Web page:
We are regularly explaining the same things to patients daily, and it can become repetitive. However, a great dentist must have patience and take the time to answer patients’ questions and address any concerns.

What advice would you give to other young dentists who are looking to progress in their careers?

Surround yourself with people who believe in you and support you – and always believe in yourself! 

If you’re at the start of your career, my advice is to go on lots of courses and nurture skills. Courses also help you find mentors who can guide you when you’re back in practice.

What are your professional goals and aspirations for the next five years?

There are many dentists who have inspired me, and I wouldn’t be where I am without their support and encouragement. I’m so grateful for this, and I’d love to get involved in teaching and mentoring to help younger dentists to reach their goals. 

I would also like to be more involved with community projects. Recently, I spent some time volunteering with a dental outreach programme, operating in a mobile unit, and helping homeless and vulnerable people in Birmingham. 

The founder of the organisation, Dr Manjit Rai, is so inspiring. That has been one of the most rewarding experiences of my life. 

What do you get up to outside of dentistry?

I go to the gym three times a week. It improves my overall productivity and posture at work, where I’m mostly sitting all day. 

Since the pandemic, I’ve become a keen gardener. One day, I’d love to have an allotment and grow my own vegetables, but I don’t think I have the time to commit to that right now! 

What do you think the future holds for dentistry?

A variety of factors are likely to shape the future of dentistry, including advances in technology, changes in patient needs and expectations and evolving trends in the healthcare industry.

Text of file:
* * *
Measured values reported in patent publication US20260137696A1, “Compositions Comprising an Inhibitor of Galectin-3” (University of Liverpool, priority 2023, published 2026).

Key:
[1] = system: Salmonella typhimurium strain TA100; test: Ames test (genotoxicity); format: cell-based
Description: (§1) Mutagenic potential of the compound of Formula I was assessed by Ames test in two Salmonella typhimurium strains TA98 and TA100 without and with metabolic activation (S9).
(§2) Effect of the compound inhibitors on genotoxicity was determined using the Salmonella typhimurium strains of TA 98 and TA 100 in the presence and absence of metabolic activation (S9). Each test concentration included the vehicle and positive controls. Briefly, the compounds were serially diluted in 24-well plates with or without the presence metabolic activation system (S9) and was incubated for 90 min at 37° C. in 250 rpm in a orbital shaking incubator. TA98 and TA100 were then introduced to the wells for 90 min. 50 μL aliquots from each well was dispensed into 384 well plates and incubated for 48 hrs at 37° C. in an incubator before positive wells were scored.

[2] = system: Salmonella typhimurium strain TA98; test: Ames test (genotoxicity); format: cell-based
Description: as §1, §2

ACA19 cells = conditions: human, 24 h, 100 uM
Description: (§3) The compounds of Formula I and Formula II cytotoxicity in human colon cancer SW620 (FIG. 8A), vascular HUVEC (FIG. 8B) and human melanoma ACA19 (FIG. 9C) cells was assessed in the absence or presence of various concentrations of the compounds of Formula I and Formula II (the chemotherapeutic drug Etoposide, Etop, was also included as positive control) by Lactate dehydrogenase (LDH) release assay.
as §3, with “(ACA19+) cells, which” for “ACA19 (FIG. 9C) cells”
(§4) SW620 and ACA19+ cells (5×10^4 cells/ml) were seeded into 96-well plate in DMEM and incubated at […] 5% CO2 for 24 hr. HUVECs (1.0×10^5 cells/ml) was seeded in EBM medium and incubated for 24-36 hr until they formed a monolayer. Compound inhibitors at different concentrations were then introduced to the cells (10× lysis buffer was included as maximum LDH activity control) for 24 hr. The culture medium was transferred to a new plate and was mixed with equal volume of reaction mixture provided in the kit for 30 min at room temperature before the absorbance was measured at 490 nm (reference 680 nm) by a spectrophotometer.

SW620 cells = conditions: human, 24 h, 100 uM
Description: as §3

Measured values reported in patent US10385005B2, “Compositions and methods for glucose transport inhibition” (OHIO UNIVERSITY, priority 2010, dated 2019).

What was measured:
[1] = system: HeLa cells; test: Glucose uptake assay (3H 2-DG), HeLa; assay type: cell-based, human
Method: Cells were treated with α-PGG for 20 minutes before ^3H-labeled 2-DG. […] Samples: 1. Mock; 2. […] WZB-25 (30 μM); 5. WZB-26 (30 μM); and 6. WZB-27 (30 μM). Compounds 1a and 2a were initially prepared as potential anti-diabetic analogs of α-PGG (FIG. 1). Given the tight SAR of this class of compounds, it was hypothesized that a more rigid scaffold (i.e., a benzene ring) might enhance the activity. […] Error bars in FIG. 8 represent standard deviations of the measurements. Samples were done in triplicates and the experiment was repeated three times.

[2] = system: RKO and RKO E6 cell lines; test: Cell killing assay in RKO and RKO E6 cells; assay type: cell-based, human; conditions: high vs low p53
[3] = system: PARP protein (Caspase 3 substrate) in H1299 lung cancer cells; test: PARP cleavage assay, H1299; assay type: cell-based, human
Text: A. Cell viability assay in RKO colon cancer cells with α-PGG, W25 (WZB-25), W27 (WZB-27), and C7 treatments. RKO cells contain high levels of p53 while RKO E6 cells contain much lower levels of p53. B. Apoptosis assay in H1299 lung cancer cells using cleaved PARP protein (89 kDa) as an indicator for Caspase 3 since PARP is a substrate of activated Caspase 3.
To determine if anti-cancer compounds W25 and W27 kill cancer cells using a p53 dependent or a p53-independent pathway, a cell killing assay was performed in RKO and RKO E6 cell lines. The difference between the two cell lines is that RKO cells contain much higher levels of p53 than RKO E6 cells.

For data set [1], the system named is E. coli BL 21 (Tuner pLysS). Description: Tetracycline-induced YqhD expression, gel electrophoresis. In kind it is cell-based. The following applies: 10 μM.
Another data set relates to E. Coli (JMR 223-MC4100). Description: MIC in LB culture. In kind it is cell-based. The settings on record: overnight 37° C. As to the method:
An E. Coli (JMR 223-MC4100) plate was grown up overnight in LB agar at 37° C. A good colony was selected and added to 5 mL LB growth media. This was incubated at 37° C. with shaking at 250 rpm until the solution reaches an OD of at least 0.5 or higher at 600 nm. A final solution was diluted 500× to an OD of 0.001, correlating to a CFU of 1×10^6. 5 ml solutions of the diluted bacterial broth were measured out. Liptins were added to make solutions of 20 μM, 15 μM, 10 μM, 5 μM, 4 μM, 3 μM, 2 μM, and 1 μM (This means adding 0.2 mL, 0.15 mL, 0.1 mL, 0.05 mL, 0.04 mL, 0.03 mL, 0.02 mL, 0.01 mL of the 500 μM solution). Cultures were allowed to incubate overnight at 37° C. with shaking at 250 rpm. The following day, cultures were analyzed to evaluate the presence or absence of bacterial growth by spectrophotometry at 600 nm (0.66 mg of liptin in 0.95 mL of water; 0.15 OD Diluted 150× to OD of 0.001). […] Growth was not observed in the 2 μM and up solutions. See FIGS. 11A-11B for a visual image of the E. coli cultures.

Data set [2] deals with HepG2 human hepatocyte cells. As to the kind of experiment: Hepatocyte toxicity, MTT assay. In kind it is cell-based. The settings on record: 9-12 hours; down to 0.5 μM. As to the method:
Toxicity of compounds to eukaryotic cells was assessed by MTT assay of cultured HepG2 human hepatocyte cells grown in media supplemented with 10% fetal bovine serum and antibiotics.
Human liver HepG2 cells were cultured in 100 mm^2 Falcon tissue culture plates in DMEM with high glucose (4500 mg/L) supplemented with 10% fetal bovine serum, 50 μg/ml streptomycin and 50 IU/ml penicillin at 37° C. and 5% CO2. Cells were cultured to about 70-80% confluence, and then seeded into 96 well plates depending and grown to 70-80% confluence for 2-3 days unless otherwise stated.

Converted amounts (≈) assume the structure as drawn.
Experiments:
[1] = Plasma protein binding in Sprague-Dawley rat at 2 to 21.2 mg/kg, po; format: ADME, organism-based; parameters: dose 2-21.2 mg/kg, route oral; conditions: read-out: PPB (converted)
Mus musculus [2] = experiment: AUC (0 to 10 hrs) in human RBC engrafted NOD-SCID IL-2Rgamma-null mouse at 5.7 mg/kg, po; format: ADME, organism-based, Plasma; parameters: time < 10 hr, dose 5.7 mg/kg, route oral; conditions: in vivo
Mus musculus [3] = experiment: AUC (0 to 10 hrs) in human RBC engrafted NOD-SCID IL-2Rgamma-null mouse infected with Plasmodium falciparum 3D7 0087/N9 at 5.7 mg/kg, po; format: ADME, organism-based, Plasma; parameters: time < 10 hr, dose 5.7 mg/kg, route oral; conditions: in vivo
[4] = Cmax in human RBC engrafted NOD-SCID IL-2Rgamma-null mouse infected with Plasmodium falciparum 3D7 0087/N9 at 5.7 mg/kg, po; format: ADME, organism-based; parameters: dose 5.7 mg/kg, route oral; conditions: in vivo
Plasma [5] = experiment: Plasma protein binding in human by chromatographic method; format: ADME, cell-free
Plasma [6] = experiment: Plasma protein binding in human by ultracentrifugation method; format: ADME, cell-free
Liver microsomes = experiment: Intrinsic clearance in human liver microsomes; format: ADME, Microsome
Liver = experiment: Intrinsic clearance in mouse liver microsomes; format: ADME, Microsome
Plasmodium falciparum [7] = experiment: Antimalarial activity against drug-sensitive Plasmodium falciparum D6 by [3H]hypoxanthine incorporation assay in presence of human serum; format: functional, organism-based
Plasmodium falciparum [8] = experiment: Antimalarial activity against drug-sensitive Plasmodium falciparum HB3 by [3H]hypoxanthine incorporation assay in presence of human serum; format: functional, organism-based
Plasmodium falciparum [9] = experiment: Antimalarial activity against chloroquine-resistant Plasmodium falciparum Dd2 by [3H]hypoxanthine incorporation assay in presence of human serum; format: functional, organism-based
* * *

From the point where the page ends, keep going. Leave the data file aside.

Digital technology is already transforming dentistry, with innovations such as digital imaging, computer-aided design, and manufacturing (CAD/CAM). 

As dentistry enters this new phase of digitisation, I believe in the future, there will be wider adoption of technology where it becomes an industry standard. 

I think the next big things to look out for are artificial intelligence (AI), 3D printing and augmented reality. 

Augmented reality technology has already become familiar through social media app filters. This is already being applied to dentistry with an overlay of virtual depictions of the improved smile before the procedure. 

I think this will become more sophisticated and personalised to each individual with the ability to tailor different options before a patient even sits in the dental chair. 

 AI could analyse large amounts of patient data, identify patterns and trends and develop predictive models for oral health conditions. 

This could help dentists to detect and treat issues earlier, and provide more personalised treatment options and probabilities of success for individual patients. AI is also already being used to help monitor patient treatment, such as during clear aligner treatment. 

No doubt, more popular ways to use AI in other areas of dentistry will also be explored.